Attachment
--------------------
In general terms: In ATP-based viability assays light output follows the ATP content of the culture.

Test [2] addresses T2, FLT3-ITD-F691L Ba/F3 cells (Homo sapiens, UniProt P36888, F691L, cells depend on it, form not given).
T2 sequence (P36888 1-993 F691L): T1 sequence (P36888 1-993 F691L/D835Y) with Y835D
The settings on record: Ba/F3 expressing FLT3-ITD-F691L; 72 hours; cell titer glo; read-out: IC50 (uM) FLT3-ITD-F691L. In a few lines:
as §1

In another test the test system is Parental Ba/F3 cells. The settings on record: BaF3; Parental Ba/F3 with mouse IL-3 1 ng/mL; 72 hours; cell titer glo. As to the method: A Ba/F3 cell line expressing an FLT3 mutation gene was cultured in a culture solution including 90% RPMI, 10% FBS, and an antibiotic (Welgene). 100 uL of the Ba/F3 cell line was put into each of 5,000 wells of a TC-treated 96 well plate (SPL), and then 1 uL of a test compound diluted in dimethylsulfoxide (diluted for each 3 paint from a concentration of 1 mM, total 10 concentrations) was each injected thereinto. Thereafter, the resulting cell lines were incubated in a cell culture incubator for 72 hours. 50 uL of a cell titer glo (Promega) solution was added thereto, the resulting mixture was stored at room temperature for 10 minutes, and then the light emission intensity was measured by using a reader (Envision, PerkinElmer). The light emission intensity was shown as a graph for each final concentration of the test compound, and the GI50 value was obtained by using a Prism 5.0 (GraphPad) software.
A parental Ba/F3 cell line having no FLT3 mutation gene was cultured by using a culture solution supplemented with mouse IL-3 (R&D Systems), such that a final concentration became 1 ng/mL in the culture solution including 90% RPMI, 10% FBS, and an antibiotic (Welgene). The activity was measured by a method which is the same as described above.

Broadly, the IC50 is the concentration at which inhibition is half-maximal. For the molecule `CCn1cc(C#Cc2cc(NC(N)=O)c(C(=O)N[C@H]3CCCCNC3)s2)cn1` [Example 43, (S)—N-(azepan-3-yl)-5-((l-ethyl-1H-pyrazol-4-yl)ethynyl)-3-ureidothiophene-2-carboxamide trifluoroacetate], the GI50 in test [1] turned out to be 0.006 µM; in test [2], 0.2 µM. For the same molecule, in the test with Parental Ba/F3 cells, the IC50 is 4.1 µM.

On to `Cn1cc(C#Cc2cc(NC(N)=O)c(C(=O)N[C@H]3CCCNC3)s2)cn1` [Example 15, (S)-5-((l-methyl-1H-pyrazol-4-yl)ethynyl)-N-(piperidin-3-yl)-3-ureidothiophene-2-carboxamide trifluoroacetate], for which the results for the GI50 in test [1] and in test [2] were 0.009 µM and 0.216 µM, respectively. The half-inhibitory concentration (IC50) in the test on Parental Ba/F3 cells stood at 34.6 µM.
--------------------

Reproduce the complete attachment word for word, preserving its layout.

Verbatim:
In general terms: In ATP-based viability assays light output follows the ATP content of the culture.

Test [2] addresses T2, FLT3-ITD-F691L Ba/F3 cells (Homo sapiens, UniProt P36888, F691L, cells depend on it, form not given).
T2 sequence (P36888 1-993 F691L): T1 sequence (P36888 1-993 F691L/D835Y) with Y835D
The settings on record: Ba/F3 expressing FLT3-ITD-F691L; 72 hours; cell titer glo; read-out: IC50 (uM) FLT3-ITD-F691L. In a few lines:
as §1

In another test the test system is Parental Ba/F3 cells. The settings on record: BaF3; Parental Ba/F3 with mouse IL-3 1 ng/mL; 72 hours; cell titer glo. As to the method: A Ba/F3 cell line expressing an FLT3 mutation gene was cultured in a culture solution including 90% RPMI, 10% FBS, and an antibiotic (Welgene). 100 uL of the Ba/F3 cell line was put into each of 5,000 wells of a TC-treated 96 well plate (SPL), and then 1 uL of a test compound diluted in dimethylsulfoxide (diluted for each 3 paint from a concentration of 1 mM, total 10 concentrations) was each injected thereinto. Thereafter, the resulting cell lines were incubated in a cell culture incubator for 72 hours. 50 uL of a cell titer glo (Promega) solution was added thereto, the resulting mixture was stored at room temperature for 10 minutes, and then the light emission intensity was measured by using a reader (Envision, PerkinElmer). The light emission intensity was shown as a graph for each final concentration of the test compound, and the GI50 value was obtained by using a Prism 5.0 (GraphPad) software.
A parental Ba/F3 cell line having no FLT3 mutation gene was cultured by using a culture solution supplemented with mouse IL-3 (R&D Systems), such that a final concentration became 1 ng/mL in the culture solution including 90% RPMI, 10% FBS, and an antibiotic (Welgene). The activity was measured by a method which is the same as described above.

Broadly, the IC50 is the concentration at which inhibition is half-maximal. For the molecule `CCn1cc(C#Cc2cc(NC(N)=O)c(C(=O)N[C@H]3CCCCNC3)s2)cn1` [Example 43, (S)—N-(azepan-3-yl)-5-((l-ethyl-1H-pyrazol-4-yl)ethynyl)-3-ureidothiophene-2-carboxamide trifluoroacetate], the GI50 in test [1] turned out to be 0.006 µM; in test [2], 0.2 µM. For the same molecule, in the test with Parental Ba/F3 cells, the IC50 is 4.1 µM.

On to `Cn1cc(C#Cc2cc(NC(N)=O)c(C(=O)N[C@H]3CCCNC3)s2)cn1` [Example 15, (S)-5-((l-methyl-1H-pyrazol-4-yl)ethynyl)-N-(piperidin-3-yl)-3-ureidothiophene-2-carboxamide trifluoroacetate], for which the results for the GI50 in test [1] and in test [2] were 0.009 µM and 0.216 µM, respectively. The half-inhibitory concentration (IC50) in the test on Parental Ba/F3 cells stood at 34.6 µM.